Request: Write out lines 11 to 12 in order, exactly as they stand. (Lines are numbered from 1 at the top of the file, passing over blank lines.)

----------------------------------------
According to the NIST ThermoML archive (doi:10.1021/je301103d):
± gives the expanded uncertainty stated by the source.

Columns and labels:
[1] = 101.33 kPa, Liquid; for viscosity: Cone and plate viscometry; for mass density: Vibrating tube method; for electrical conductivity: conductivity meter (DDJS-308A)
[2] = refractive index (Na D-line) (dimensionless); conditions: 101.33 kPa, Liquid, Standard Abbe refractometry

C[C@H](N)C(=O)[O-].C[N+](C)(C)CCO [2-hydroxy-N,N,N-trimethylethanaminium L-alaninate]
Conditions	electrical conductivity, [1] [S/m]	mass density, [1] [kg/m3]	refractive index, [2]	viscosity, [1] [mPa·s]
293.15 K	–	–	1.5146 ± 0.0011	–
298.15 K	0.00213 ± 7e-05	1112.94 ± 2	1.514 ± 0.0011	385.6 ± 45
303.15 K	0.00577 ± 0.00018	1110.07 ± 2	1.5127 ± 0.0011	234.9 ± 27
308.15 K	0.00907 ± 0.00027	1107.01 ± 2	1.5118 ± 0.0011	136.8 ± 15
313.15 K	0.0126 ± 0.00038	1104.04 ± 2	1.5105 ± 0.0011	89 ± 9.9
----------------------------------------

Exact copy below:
308.15 K	0.00907 ± 0.00027	1107.01 ± 2	1.5118 ± 0.0011	136.8 ± 15
313.15 K	0.0126 ± 0.00038	1104.04 ± 2	1.5105 ± 0.0011	89 ± 9.9